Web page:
Tourists flee Bali after bombings
KUTA, Indonesia (CNN) -- Crowds of tourists and embassy workers are anxiously boarding planes from the Indonesian island of Bali following weekend bombings that killed more than 180 people.
Most of those killed by two explosions in the nightclub district of Bali's Kuta Beach on Saturday were young tourists from Australia.
Citizens from at least 12 other countries -- including Bali, the UK, France, Germany Sweden and the U.S. -- are also among the dead.
Investigators suspect that Islamic extremists linked to Jemaah Islamiah -- a radical Islamic group with ties to al Qaeda -- might be behind the attacks. The group has denied involvement.
According to witnesses, an explosion occurred at one nightclub. As people streamed out, another, larger blast tore through the Sari Club, which caters mainly to international visitors and was jam packed with hundreds of revelers. (Gallery: After the nightmare)
More than 200 people were missing following the blasts. At least another 300 people were injured. (Survivors recall horror)
Officials at the Sanglah General Hospital in Bali reduced their estimated death toll from 187 to 181 Monday, saying an accurate count was difficult because of charred remains. Only about 40 bodies have been positively identified.
U.S. President George W. Bush said: "I think we have to assume it is al Qaeda, but we are beginning to hear reports that are more definitive than that. But I wait for our own analysis... Clearly, it was a deliberate attack on citizens who love freedom, citizens from countries who embrace freedom."
After a day of security meetings, Indonesian chief security minister Lt. Gen. Susilo Bambang Yudhoyono said his country also had information about possible terrorist plots against vital oil and gas installations in the country.
He told CNN that security had been stepped up at the oil and gas facilities, Western embassies in Jakarta and other possible targets.
The United States has issued updated travel warnings and Britain has also urged its citizens to leave the country.
UK Prime Minister Tony Blair said 30 Britons may have been killed in the attacks.
"We have yet again evidence of the appalling depths to which these extremists will sink," Blair told reporters outside 10 Downing Street. (Full story)
Debe Campbell, from the Bali Tourism Authority, told CNN that eight Indonesians had been killed.
The U.S. State Department ordered all non-essential U.S. employees and their families to leave Indonesia, and urged other Americans to do the same due to "increased security concerns."
A wounded American woman said officials at the hospital where she was being treated told her at least three Americans had been identified among the dead.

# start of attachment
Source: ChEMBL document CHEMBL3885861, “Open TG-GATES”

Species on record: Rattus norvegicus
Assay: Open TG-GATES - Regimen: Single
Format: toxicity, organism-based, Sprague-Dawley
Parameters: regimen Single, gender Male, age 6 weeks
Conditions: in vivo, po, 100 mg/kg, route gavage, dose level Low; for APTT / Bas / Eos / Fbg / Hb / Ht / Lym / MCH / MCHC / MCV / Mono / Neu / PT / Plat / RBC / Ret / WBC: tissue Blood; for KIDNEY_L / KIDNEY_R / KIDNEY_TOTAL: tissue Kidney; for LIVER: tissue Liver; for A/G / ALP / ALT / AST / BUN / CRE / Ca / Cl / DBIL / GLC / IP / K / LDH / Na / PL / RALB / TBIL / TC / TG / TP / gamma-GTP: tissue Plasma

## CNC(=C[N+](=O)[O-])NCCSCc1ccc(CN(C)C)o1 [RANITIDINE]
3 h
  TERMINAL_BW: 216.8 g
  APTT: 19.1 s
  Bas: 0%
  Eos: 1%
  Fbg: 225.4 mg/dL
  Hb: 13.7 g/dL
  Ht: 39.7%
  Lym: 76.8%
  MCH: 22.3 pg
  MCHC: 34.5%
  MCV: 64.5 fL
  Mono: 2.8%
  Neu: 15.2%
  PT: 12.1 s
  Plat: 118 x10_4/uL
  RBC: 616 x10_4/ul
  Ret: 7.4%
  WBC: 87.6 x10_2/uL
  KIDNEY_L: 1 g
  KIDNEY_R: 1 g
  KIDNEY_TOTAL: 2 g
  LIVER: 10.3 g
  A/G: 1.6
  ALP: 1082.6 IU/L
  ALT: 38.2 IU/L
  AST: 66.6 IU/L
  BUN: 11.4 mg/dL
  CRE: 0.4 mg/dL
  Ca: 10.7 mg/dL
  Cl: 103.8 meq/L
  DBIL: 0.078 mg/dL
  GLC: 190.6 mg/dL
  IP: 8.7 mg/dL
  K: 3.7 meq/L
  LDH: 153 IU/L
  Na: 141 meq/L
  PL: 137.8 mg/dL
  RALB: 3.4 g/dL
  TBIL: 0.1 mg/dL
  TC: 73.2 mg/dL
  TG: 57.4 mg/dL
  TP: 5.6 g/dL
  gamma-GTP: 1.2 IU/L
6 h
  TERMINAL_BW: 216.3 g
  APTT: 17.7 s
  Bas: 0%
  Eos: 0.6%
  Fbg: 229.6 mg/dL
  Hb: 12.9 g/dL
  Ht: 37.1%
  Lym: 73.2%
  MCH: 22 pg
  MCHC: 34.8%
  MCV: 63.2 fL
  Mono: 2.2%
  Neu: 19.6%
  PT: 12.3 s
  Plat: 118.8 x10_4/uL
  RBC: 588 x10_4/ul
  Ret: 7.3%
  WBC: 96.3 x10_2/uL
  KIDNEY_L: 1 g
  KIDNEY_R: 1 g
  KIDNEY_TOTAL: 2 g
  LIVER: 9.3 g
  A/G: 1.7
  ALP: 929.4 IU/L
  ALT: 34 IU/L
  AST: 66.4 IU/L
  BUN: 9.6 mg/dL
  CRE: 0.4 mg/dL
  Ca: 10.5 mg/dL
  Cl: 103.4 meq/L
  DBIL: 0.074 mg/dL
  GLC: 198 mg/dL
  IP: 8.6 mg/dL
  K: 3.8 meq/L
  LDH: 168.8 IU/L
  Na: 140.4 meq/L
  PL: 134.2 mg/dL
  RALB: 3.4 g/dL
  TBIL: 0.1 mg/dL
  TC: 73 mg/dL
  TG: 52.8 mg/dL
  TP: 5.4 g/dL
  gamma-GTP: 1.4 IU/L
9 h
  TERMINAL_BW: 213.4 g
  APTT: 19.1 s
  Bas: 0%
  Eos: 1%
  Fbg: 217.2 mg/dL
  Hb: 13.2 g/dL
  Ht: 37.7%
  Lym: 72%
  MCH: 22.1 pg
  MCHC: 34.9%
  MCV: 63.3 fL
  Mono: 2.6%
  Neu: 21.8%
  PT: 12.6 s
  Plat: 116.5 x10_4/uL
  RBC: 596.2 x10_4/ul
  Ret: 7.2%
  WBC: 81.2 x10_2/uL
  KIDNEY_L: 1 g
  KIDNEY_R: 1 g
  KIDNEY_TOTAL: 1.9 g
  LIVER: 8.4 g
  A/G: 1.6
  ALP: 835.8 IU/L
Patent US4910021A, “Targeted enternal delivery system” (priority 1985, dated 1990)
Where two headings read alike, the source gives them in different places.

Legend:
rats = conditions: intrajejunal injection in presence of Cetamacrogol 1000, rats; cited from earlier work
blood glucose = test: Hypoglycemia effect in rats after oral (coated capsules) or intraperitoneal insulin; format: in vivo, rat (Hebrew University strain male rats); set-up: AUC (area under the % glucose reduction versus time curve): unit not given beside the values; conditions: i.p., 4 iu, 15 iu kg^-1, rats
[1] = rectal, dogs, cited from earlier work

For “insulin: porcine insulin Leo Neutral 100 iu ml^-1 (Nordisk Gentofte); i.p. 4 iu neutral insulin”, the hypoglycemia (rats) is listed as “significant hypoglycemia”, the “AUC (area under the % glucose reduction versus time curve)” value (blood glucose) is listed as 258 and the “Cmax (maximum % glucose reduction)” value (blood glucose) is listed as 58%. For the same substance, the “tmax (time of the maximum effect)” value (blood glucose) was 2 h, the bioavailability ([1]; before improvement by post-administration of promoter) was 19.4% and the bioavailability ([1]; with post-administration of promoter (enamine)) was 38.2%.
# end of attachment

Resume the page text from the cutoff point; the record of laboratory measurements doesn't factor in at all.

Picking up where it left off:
Meanwhile, Southeast Asian markets tumbled and concerns grew that the tourism industry -- which had been on the rebound since the September 11 attacks on the U.S. -- would once again take a severe hit.
"We are sure al Qaeda is here. The Bali bomb blasts are related to al Qaeda, with the cooperation of local terrorists," the Indonesian defense minister told CNN Monday.
Jemaah Islamiah is blamed for the September 23 grenade explosion near a U.S. Embassy warehouse in Jakarta as well as several other bombing attacks in Southeast Asia.
However, Muslim cleric Abu Bakar Baasyir, accused by Washington of being the spiritual leader of JI, denied any involvement in the Bali explosions. He blamed "foreign parties," including the United States. (Full story)
Relief teams combed debris looking for bodies and the missing. The blasts leveled an entire block. Authorities told CNN they believe explosives were packed inside a jeep-like vehicle parked outside the Sari nightclub.
U.S. FBI agents and Australians are aiding Indonesians in their investigation.
In an address to Parliament Monday, Australian Prime Minister John Howard said 14 Australians were confirmed dead, 113 hospitalized and another 220 unaccounted for.
More than 130 of the most seriously injured were flown to Royal Darwin Hospital by the Australian air force. One victim died en route.
Howard called the bombings a "barbaric mass murder."
"In many ways... the word terrorism is too antiseptic an expression to describe what happened," he said, pledging that Australia would continue to support the international war on terrorism, led by the United States.
"I wouldn't be claiming that it was an attack specifically targeting at Australians. I would say though that there is a pattern of anti-Western behavior in so many of the terrorist attacks that have occurred."
It was the seventh major bombing in the region in the last three weeks, and occurred on a two-year anniversary of the terrorist attack on the USS Cole that killed 17 sailors and wounded 39 others in the Gulf of Aden near Yemen.